And now, what are these workers going to get in return for their commitment? Lower wages. Longer hours. Fewer full-time jobs. More night shifts. Reduced benefits. Less time with their families.
If the government thinks that attacking health care workers will somehow improve the health system, they are sadly mistaken. Sure, they may save a few dollars. But gutting contracts will also lead to lower morale, higher turn-over, and reduced capacity to attract and retain skilled workers.
Unfortunately, it seems that what we have here is a wealthy (and mean-spirited) government that wants to get health care on the cheap - and they plan to do it by putting the screws to people on the front lines.
We think our health care workers deserve better. So do Alberta patients.
Gil McGowan, AFL Executive Staff
But the question needs to be asked whether public health care, public education and income security are also competitive advantages, for both employers and workers.
Les Steel, President of the Alberta Federation of Labour, April 2003
As trade unionists we are currently living through a period that can best be described as schizophrenic.
It's a time of big challenges - some of the most serious we've ever faced. But, on the other hand, I believe it's also a time of new hope and new opportunities.
This afternoon, I'd like to start with the positives & and so I'll make a positive statement.
I'm convinced that we're starting to see the first tell-tale signs that the long winter of knee-jerk, business-first politics that has dominated our country since the days of Brian Mulroney may finally be coming to an end.
This may seem like a surprising claim to make - especially here in Alberta. And especially considering all the talk we've been hearing lately from our provincial government about taking away the right to strike from health care workers, imposing agreements and fining unions millions of dollars.
There is no doubt that, in the halls of power, things are as bad as they've ever been - maybe worse.
But on the ground - in communities, in homes, in coffee shops - attitudes are changing.
After Enron and Worldcom and all the other corporate scandals that have come to light over the past year, people are no longer so willing to put blind faith in the business community
Ordinary Canadians are also becoming more and more skeptical of the corporate agenda that our governments have been pursuing for the past fifteen years.
Yes, our leaders are still talking about budget cuts, privatization, wage roll-backs, down-sizing, trade deals and tax cuts for the well-off. And, yes, here in Alberta, the government seems to be rev-ing up for a war on unions.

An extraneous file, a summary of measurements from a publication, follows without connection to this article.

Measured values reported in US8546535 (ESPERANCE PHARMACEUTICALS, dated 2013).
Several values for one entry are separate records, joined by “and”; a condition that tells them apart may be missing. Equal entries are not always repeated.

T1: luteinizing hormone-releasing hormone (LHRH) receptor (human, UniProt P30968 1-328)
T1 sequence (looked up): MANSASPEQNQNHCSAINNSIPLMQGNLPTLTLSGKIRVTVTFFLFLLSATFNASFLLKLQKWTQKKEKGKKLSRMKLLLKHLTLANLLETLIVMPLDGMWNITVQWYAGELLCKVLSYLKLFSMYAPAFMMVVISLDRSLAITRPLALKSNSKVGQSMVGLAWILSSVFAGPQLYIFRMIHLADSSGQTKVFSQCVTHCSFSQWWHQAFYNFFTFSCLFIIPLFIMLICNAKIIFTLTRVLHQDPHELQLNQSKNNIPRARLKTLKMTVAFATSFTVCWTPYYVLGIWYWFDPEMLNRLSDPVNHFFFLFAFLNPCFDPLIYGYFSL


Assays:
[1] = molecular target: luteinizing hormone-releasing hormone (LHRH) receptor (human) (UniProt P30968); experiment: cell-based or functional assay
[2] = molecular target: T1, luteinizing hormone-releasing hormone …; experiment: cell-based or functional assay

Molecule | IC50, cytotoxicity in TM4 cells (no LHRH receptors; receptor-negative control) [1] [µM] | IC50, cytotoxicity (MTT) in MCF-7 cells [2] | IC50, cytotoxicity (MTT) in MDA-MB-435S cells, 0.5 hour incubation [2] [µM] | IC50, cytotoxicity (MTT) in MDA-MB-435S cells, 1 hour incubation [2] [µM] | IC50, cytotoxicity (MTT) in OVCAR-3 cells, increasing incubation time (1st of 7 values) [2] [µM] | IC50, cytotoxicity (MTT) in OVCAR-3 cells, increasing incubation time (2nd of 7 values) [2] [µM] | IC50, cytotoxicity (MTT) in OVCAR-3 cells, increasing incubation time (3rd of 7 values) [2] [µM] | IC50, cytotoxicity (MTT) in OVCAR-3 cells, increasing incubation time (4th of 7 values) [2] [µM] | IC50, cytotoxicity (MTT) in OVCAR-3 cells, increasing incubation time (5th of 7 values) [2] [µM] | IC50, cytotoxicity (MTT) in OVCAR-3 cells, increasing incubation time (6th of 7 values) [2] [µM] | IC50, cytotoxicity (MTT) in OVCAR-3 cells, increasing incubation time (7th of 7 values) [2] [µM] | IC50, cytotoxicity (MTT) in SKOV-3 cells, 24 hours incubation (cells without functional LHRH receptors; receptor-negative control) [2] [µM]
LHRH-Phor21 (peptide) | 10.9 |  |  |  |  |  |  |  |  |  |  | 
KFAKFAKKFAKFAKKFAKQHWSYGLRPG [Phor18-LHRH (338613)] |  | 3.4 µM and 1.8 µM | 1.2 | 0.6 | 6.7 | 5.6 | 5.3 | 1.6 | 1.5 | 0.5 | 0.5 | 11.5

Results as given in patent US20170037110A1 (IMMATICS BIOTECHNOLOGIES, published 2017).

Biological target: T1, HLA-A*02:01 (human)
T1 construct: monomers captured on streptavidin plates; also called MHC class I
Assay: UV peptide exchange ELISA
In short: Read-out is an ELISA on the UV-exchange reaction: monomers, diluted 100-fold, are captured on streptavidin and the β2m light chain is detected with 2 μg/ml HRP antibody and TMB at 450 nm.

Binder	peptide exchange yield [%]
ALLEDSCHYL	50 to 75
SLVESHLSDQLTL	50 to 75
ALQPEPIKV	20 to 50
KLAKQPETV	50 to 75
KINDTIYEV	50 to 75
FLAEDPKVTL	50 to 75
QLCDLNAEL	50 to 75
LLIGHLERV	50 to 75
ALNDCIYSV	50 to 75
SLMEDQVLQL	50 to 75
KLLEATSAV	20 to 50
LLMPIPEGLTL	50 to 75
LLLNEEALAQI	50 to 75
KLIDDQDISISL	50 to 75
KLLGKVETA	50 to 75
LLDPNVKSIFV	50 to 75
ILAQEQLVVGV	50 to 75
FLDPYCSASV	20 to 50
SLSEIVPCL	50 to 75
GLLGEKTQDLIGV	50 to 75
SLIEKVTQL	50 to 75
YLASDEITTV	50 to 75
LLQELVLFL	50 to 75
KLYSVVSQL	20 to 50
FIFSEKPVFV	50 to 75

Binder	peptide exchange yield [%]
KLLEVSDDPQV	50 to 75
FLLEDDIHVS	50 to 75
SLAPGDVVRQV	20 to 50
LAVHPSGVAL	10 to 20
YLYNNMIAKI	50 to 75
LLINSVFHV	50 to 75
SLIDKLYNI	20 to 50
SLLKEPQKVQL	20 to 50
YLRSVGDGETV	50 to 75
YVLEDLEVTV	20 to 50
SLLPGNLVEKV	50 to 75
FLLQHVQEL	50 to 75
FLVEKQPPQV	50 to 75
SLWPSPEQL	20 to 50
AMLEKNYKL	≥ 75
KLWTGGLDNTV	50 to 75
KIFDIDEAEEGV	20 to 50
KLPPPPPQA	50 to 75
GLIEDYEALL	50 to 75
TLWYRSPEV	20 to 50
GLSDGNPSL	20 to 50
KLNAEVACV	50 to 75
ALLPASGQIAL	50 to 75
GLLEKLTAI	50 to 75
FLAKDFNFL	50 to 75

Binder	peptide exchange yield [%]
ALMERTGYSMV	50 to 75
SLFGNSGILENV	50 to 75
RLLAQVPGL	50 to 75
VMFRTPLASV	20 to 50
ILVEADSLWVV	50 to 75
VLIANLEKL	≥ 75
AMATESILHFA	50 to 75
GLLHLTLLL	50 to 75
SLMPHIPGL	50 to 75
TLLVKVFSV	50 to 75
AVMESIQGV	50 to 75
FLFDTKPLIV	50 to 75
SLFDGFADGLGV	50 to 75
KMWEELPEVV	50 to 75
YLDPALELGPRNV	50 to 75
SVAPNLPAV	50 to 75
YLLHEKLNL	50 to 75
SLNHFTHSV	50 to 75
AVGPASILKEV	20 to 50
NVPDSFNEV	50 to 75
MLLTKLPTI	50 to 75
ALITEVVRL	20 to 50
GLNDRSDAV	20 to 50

But poll after poll tells us that ordinary Canadians are on a different page.
Joe and Jane Canadian no longer agree with the National Post and the Fraser Institute that cutting the debt and cutting taxes are the big issues. And they don't agree with the Ralph Klein's of the world who argue that unions are the root of all evil.
What people are really concerned about are things that affect their pocketbook; things that affect their communities; and things that affect their families.
In fact, Canadians are now starting to focus on many of the things that we in the labour movement have been talking about for years: things like health care; education; jobs; and the environment.
Recent polls have also shown some interesting shifts in the political landscape.
A few years ago the Reform party and then the Canadian Alliance were driving the agenda in this country. They weren't in government, but for most of the 90s they succeeded in moving the political centre of gravity in this country far to the right.
But today, according to the latest EKOS poll, the Alliance has slipped to 10 percent of popular support - down from more than 25 percent less than a year ago.
At the same time, the NDP has jumped to nearly 18 percent - from just nine percent during the last election.
Even here in Alberta - where we've basically had one-party rule for more than six decades - support for the Conservative party has notched down slightly for the first time in years.
By themselves, none of these signs can be described as revolutionary. But taken together, the signs suggest that something is going on - something is changing under the surface.
It's like the first warm day after a long winter. The snow still covers everything - but there is a steady "drip, drip, drip" that tells us that things are going to change - that the snow will be gone soon - and that the cold will soon be replaced by something more hospitable.
For those of us in the labour movement who have endured nearly twenty years of anti-union, neo-conservative winter - a spring thaw would certainly be welcome.
And that's exactly what seems to be happening. The pendulum is swinging. And this time it looks like it's swinging with us - not into us.
That's the good news. But as I said off the top, the world we in live today is not all roses.
On the negative side of the ledger, we face a number of serious challenges - some more frightening and more dangerous for our members than anything we've ever faced before.
How bad is it? To be honest, there's a whole shopping list of concerns.
Here in Alberta, the latest attack on workers and workers rights comes in the form of Bill 27 - a bill to amend the Alberta Labour Code.
We've all been talking about this Bill - but it's important to be clear about what is being proposed: